O’Brien, the CNN anchor who reported on the aftermath of Hurricane Katrina. This year is shaping up to be a record crowd, despite the slumping economy and loss of two major sponsors, Ebanks said. Essence is on track to break last year’s record attendance of 270,000, she said. Hotel occupancy is expected to be 80 to 90 percent, and could increase “if we have a lot of last minute decision-makers,” said Mary Beth Romig, spokeswoman for the New Orleans Convention and Visitors Bureau. (AP) ❑ ❑ ❑

Jackie (left), and Tito Jackson (right), brothers of pop icon Michael Jackson, leave the Jackson family home in Encino, California, July 2. As funeral plans took shape one week after Michael Jackson’s death, legal battlelines were drawn over the King of Pop’s legacy and the fate of his offspring, with ex-wife Debbie Rowe declaring she planned to seek custody of the star’s eldest two children. (AFP)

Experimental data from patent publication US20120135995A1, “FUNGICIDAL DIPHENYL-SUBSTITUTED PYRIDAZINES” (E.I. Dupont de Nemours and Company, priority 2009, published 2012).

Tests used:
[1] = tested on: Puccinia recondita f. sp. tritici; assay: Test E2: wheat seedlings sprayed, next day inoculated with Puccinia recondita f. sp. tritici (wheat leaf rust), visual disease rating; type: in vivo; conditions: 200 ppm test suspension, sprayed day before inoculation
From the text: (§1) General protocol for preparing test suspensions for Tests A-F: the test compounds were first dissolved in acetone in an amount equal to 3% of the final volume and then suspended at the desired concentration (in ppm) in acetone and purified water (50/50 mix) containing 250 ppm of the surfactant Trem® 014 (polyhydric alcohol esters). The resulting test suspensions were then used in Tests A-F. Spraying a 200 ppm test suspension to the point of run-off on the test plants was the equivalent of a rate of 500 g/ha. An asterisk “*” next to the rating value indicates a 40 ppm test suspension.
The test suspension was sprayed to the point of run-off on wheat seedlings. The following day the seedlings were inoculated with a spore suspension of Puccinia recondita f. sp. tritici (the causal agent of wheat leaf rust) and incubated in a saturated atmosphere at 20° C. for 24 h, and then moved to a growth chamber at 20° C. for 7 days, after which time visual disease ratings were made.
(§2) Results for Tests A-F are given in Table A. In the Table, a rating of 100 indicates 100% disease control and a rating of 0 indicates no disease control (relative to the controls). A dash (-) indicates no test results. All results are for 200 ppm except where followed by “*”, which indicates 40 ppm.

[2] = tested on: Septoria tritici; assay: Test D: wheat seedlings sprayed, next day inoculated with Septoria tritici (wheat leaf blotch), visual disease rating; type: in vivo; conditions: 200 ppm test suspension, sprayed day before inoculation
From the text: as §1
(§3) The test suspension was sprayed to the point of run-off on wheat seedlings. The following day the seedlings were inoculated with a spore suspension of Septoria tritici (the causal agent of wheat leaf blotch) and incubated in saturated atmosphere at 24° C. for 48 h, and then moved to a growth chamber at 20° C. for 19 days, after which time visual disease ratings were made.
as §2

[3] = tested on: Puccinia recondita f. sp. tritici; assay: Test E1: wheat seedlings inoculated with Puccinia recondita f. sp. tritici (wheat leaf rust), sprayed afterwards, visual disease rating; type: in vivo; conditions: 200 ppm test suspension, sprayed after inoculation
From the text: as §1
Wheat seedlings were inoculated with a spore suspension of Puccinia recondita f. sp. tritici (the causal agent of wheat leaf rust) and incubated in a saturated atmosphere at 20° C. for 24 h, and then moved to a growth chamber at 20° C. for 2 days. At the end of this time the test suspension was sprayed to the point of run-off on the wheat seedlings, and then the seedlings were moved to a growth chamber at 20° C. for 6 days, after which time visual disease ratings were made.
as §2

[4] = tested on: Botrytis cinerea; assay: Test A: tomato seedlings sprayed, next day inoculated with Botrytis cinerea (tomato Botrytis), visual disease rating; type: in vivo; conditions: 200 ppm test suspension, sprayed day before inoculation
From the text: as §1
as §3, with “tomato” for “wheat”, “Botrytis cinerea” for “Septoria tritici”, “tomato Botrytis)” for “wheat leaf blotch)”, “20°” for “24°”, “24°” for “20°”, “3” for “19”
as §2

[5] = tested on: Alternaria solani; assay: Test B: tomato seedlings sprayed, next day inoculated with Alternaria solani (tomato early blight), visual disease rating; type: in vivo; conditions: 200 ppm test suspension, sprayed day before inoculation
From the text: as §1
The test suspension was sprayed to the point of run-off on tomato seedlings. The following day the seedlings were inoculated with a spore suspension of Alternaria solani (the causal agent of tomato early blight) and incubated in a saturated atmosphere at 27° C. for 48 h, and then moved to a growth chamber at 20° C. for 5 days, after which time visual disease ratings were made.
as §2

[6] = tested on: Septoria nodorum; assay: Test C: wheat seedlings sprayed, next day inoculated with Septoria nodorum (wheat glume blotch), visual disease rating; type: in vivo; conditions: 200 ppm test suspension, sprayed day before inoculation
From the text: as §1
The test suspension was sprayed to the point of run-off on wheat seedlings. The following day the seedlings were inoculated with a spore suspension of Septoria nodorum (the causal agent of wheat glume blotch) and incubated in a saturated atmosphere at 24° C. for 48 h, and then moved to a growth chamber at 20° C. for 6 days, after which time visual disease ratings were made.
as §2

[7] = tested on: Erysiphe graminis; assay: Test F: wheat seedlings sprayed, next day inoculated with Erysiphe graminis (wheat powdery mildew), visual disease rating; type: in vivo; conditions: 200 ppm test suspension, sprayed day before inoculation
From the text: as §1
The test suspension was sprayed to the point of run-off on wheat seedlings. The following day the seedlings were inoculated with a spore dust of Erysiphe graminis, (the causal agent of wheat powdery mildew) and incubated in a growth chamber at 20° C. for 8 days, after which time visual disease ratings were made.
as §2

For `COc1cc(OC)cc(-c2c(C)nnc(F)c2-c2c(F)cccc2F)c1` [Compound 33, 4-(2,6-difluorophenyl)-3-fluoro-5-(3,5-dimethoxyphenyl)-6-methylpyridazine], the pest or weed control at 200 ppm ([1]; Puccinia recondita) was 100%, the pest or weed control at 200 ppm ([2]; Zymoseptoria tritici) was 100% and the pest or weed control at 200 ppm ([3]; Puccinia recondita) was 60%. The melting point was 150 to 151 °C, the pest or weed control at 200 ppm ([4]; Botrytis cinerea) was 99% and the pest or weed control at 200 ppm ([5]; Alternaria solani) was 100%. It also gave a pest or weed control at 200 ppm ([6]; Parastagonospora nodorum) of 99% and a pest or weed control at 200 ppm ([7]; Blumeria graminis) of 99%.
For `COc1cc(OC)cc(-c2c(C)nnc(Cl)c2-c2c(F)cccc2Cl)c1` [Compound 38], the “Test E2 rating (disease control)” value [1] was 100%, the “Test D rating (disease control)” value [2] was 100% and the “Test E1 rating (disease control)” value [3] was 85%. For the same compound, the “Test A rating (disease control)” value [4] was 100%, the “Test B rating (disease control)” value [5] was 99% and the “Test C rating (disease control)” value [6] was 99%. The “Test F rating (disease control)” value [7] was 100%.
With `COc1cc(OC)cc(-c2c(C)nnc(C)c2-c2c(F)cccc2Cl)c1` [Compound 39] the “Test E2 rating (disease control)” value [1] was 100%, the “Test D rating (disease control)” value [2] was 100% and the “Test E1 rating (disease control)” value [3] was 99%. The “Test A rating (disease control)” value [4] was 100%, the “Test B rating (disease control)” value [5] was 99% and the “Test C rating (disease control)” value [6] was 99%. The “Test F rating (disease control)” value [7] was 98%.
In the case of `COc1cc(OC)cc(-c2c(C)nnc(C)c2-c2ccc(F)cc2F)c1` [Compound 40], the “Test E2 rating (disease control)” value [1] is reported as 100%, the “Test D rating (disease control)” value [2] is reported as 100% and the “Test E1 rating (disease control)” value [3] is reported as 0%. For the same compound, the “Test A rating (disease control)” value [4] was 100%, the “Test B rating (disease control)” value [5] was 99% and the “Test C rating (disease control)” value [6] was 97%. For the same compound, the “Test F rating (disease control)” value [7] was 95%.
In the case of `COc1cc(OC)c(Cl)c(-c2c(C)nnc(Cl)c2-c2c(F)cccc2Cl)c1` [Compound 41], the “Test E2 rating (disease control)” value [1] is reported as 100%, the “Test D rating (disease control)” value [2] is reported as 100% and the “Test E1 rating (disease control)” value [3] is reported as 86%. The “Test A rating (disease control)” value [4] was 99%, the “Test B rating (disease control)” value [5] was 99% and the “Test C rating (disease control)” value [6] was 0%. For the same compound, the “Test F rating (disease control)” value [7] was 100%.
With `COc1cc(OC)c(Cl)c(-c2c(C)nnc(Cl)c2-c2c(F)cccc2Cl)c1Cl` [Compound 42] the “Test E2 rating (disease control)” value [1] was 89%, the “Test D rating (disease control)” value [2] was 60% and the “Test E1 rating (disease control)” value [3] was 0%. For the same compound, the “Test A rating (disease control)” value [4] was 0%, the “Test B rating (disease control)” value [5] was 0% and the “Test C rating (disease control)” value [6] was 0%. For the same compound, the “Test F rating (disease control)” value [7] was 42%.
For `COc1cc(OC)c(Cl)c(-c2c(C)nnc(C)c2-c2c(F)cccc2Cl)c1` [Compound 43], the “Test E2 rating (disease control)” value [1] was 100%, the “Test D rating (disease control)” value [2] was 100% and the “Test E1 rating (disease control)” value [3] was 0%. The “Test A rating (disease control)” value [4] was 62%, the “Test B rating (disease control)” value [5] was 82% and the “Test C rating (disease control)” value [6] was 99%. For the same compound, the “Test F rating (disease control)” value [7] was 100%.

LOS ANGELES: Steve Brennan, a 20-year veteran reporter and editor at The Hollywood Reporter, died Thursday at Cedars-Sinai Hospital Medical Center in Los Angeles after a yearlong battle with cancer. He was 57. Brennan was well-known in the entertainment industry as a tenacious and fair-minded reporter who tirelessly covered the entertainment industry, with a particular focus on the domestic TV syndication and the international beats for the paper. “Steve often dazzled with his colorful style, but his insights were even brighter, and uncannily spot-on,” Hollywood Reporter editor in chief Elizabeth Guider said. “ He was one of a rapidly disappearing breed of old-school newsmen who had an unshakable work ethic, a global rolodex and a wonderfully wry but affectionate view of the business of entertainment and the people engaged in it.” (AFP)